Graduates of a criminology program can work in various sectors of the legal system, law enforcement, and counseling. An online bachelor’s degree provides an excellent foundation for continuing education for students who want to be attorneys, sociologists, forensic psychologists, or other higher positions in the industry.

Potential courses you’ll take in an online bachelor’s in criminology degree program

  • Criminal Investigations. As an introductory course, students will learn the importance of evidence and collecting evidence. They will study the various techniques for gathering evidence, how to avoid damaging evidence, how to package it, etc. They will also learn the crime lab’s role and the Federal Rules of Evidence that determine which types of evidence are allowed in court.
  • Corrections. This class focuses on American correctional facilities, rehabilitation methods, prison reform, the rights of prisoners and correctional officers, and legal issues regarding jails and prisons. Students will learn about the role of counseling and treatment options for people committing specific crimes.
  • Crime in the Media. Students will analyze the portrayal of crimes in all forms of media, including film, television, radio, news reports, and social media. Students discuss the media’s influence on crime, how society reacts to crime, and the legal system.
  • Cyber Crime. Students will learn the various types of cyber crimes, internet threats, security options, and laws that apply to cyber crimes. Students will learn more about collecting forensics and digital evidence that may help law enforcement, attorneys, or forensic psychologists perform their jobs better.

Online Bachelor’s in Criminology Degree Frequently Asked Questions

How do I apply for an online bachelor's in criminology degree program?

Applying for a bachelor’s program involves preparing materials that may take extra steps to acquire. Generally, students submit the following along with their application and fees:

  • Resume showing work experience, specific skills, and recognition
  • Letters of recommendation from teachers, principals, coaches, or other professionals who can verify your character and abilities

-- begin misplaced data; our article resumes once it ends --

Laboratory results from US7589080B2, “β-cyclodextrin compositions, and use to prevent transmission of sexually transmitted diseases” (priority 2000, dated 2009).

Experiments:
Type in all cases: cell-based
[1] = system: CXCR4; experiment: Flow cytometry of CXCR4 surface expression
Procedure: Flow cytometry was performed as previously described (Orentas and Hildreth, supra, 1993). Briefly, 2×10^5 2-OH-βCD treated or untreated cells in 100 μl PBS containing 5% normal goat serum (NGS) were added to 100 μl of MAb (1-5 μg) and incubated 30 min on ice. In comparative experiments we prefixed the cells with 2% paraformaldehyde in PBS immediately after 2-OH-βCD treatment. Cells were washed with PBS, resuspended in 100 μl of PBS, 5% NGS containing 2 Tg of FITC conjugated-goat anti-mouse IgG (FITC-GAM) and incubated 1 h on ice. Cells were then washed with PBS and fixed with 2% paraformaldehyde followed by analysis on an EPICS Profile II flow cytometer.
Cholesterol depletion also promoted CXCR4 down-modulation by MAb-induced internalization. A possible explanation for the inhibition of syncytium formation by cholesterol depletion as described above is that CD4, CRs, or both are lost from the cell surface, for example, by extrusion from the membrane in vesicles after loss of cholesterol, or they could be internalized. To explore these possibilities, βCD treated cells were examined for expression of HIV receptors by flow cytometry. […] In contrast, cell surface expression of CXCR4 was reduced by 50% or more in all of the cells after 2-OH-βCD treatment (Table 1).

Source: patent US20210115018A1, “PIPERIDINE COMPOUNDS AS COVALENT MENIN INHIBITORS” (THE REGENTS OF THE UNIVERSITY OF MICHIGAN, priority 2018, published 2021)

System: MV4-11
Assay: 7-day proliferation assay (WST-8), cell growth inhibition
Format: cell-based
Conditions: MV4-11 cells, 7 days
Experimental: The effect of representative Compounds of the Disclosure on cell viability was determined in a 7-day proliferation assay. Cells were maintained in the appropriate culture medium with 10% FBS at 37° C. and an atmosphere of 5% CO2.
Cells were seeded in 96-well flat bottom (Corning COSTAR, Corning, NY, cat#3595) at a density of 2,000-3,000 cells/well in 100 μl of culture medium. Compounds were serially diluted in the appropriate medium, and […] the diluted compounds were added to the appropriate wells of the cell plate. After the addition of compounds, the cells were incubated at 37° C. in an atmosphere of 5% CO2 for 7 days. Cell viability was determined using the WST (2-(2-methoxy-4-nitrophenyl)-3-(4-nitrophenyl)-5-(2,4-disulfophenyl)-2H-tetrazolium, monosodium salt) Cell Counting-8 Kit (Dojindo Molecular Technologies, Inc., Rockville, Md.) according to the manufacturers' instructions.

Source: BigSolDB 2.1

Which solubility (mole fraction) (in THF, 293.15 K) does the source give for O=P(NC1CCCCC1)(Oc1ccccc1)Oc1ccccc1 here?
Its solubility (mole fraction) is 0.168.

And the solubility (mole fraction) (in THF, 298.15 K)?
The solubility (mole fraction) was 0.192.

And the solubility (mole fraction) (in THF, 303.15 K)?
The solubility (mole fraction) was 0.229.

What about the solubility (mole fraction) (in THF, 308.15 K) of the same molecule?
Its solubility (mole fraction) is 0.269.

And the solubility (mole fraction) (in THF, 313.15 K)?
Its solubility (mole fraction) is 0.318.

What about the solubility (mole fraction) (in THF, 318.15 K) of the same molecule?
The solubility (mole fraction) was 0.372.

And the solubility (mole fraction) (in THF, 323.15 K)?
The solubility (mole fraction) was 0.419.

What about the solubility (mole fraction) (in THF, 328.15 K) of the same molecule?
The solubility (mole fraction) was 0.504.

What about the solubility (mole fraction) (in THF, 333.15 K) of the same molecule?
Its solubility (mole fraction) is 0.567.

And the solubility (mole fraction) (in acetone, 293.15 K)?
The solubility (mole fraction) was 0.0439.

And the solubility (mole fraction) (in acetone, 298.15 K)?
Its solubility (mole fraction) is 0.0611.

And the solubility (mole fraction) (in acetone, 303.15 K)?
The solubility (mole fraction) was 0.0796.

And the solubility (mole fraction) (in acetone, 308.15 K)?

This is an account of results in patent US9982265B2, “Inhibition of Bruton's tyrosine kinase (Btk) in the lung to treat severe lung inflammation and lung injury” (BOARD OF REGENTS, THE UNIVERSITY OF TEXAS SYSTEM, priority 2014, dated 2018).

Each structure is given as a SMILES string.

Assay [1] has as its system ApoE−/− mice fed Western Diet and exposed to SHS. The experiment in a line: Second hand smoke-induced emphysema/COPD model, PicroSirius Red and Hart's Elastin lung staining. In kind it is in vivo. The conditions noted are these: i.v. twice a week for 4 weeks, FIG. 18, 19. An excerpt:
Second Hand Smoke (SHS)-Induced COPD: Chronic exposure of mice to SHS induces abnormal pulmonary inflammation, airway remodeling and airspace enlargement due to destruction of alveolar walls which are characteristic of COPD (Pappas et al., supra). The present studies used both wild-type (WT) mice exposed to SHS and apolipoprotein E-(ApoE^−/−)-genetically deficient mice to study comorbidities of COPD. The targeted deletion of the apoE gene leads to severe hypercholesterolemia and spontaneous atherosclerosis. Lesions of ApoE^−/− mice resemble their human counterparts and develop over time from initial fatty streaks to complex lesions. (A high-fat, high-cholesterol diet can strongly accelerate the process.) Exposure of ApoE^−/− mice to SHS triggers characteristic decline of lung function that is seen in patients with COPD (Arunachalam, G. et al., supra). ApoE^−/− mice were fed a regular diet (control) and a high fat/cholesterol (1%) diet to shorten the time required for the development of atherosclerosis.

• Official transcripts sent directly from the student’s high school or prior colleges attended
  • Standardized test scores, if applicable
  • Personal essay or statement of why you are applying to the criminology program, your goals, interests, etc.

To ensure you submit the correct materials, contact each school’s admissions department virtually or by phone.

How much does an online bachelor's in criminology degree program cost?

The cost will vary for each student, based on what type of school they attend as well as other factors. Private schools tend to charge higher tuition rates than public institutions. However, private universities offer flat-rate tuition, while public schools may charge different rates based on where students live. Check with your school’s financial aid office to confirm your tuition rate.

Also, attending an online program versus an on-campus program can impact tuition. Reports state online degree programs save students money since they do not have the expenses of an on-campus student, like room and board and transportation.

How long does it take to earn an online bachelor's in criminology?

Full-time students typically need four years to complete coursework and internships. Part-time students need at least one extra year, possibly two, to complete an online bachelor’s in criminology program. The amount of time a student can devote to the program determines the length.

Online programs tend to be more flexible, allowing students to move through the program at a faster pace unless there are outside factors that interfere with progress. Similarly, the number of credit hours an online bachelor’s in criminology program requires determines how many semesters it takes to finish. If students are starting from scratch, they will most likely need to complete 120 credits to earn this degree. Students with prior college credits may be able to enroll in a degree completion or accelerated program to earn their degree faster.